It's when dealing with washable nappies that the report becomes controversial. For a start, it calculates the energy consumption necessary to wash such nappies on the basis of washing machines manufactured in 1997, overlooking the fact that washing machines have become much more energy efficient since then. Furthermore, the report assumes that 9% of washable nappy users IRON THEIR NAPPIES. Doubtless there are one or two potty (pun intended) souls out there who won't be satisfied until little Harry or Olivia is clad in smooth, unruffled cotton, but to me this is on a par with ironing socks.

The calculations are also based on the assumption that users of washable nappies will buy and use a total of 47.5 nappies (don't ask me how you can buy half a nappy) over the two and a half year period. The report does, however, confess that this is a MAXIMUM figure, so the report is already skewed.

It's skewed further by the sample size: 2000 users of disposable nappies were interviewed to gather data for the report, against ... er ... 117 users of washable nappies.

In fact, p.118 of the report confesses that the data for washable nappy use are pretty unreliable. SO WHY PUT OUT A REPORT BASED ON UNRELIABLE DATA? ESPECIALLY WHEN IT COSTS £200,000???

The report has already been criticised by the Women's Environmental Network. Their specific analysis of the report can be found here. Leo Hickman also demolishes the report in today's Guardian.

Let's be fair on the Environment Agency. I don't suppose they went out to prove one thing or another. I don't imagine the figures were deliberately fixed or that there was any malicious agenda to 'get' the green lobby. I just think they could have taken into account that parents who use washable nappies are more likely to be eco-conscious than disposable buyers, and therefore more inclined to use energy-efficient washing machines, and make do on fewer nappies and fewer washes than the number assumed in the report (and are less likely to tumble dry them, when the report assumes that a MINIMUM of 19% of washable households will do so).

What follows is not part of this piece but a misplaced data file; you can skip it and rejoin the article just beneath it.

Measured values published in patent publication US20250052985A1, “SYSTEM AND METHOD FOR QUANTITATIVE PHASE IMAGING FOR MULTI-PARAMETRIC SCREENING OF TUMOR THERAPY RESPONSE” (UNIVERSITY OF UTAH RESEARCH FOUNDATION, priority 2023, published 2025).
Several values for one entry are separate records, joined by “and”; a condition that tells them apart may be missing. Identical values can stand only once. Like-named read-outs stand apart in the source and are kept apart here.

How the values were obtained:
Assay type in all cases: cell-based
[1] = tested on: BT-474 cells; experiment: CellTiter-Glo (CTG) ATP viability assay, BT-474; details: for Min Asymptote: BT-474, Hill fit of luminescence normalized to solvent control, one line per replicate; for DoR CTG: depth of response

Oh, and they did try and issue a warning to manufacturers of disposables. Tricia Henton, director of environmental protection at the EA, said: "We hope manufacturers of disposable nappies will use this study to improve the environmental performance of their products, particularly the quantities going to landfill." Yeah, right. I'm sure they'll concentrate their efforts on this, instead of trumpeting that their products have been 'exonerated' by the EA.


Blogger Me said...

I would rather describe your man Hickman's article as an 'it's not fair' snivel, rather than a 'demolition'. All the best

5:43 pm  
Blogger Oscar Wildebeest said...

On your short-lived blog, Pangloss, you stated: "The problem with trendy greenness, is that it generally involves a small sacrifice in a fairly visible and striking part of ones domestic behaviour that allows one guiltlessly to fly abroad once, twice, thrice a year (or more), drive up and down the country, and consume vastly wasteful foodstuffs flown in from thousands of miles away that fuck the planet and fuck the poor of the countries that produce them."

Rubbish. It allows no such thing.

As for 'demolition' versus 'snivel', I guess it depends on your starting perspective.

9:48 am